The storeʼs walls are decorated in various manners. In the main showroom, the walls feature 3” x 3” art glass tiles that are a moonstone color, a cross between an ocean and sky blue. The storeʼs large pillars have the same color and sized tile. Both aesthetically pleasing and functional, the pillars offer structural support and provide a place to mount some of the storeʼs four high-end plasma display screens.

In another area of the store, a wall is covered with a metallic hand painted linen wallpaper that has a hand-troweled visual effect. The steely quality of the wall is brought out by the mixture of metal halide and halogen lighting in this area and throughout the store.


A neo-classical interior design theme wouldnʼt be complete without some high-tech touches. In addition to the storeʼs four plasma screens, which show photographs of Marleyʼs custom designs on a continuous loop, there is an Internet kiosk which store employees use as a tool to help customers explore gemstone and jewelry options online. Marleyʼs attitude toward Internet purchases is very open — if thatʼs what his customers want, heʼs there to help. Says the designer: “We believe that this is the next wave in our industry and we are confident that this will give our customers the ability to shop the Internet and eliminate the normal concerns that they may have.”

Of course, with his extensive bench experience, Marley made sure to fill his studio with the latest bench technology — including a laser-welder, plus a polishing and casting room, and a finishing room, each measuring 10ʼ x 10ʼ. To allow for easier precious metal recovery, studio walls are coated and fabricated without seams or corners for easier precious metal recovery.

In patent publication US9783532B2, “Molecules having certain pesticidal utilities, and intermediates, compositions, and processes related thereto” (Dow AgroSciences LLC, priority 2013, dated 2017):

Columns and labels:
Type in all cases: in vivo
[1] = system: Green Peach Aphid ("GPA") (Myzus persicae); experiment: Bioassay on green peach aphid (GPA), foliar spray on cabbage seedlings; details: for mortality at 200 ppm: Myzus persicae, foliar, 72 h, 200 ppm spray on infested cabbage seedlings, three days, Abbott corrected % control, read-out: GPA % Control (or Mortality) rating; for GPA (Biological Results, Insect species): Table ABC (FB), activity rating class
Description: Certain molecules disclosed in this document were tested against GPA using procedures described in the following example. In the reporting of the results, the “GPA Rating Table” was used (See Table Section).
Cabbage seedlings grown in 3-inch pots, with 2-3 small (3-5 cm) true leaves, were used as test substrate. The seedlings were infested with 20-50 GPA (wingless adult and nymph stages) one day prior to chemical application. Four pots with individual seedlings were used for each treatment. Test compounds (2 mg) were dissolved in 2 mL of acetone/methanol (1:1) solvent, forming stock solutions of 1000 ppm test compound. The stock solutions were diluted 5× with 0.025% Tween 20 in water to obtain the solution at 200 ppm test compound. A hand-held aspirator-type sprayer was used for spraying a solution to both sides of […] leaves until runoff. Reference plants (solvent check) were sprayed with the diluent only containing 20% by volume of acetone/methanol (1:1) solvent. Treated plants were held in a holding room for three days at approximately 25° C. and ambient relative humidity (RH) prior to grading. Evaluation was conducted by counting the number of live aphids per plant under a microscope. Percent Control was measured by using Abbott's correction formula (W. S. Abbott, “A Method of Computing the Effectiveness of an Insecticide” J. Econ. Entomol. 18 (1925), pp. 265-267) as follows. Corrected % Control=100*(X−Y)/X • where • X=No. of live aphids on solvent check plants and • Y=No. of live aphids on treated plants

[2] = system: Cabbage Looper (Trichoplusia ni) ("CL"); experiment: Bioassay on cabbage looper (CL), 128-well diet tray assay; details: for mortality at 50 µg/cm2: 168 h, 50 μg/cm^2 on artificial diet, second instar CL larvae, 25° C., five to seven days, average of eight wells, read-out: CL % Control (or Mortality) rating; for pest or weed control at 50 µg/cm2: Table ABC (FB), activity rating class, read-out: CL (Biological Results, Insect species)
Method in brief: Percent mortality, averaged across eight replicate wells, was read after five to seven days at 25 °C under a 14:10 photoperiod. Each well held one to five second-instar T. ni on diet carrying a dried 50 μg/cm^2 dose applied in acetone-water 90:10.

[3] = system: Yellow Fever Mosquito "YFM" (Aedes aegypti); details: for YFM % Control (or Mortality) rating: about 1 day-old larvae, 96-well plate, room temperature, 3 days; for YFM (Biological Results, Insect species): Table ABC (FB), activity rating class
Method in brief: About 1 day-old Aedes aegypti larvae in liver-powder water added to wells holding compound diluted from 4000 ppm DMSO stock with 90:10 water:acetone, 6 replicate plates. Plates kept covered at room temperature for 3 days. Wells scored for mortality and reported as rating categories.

Old habits die hard, especially for a long time bench-jockey like Marley. But he is getting accustomed to spending more time on the sales floor. In fact, it could be argued that despite all the storeʼs new bells and whistles, the most visible feature of the store is what itʼs always been — the designer himself. The spotlight warms Marley each day as his storeʼs sole designer. “All of our customers get the chance to meet with me to discuss and design the piece of their dreams.”

With 11 staff members, most of them long-term employees, the team at Marley Fine Jewelry work hard to create a warm and friendly shopping experience for the storeʼs mainly upper-middle to upper-class customers. Like the inadvertent Feng Shui qualities of the store, Marley canʼt quite point to what management skills keep his staff around year after year. Says the designer: “We must be doing something right with so many people staying around for so many years.”

Marleyʼs staff is knowledgeable and well-trained with some Graduate Gemologists on staff, but he would like to do more gemological and sales training. “This store is two-and-a-half times larger and we carry ten times the amount of inventory,” Marley says. “Now that weʼre a more serious store we need to rethink our approach to training as part of this huge expansion.”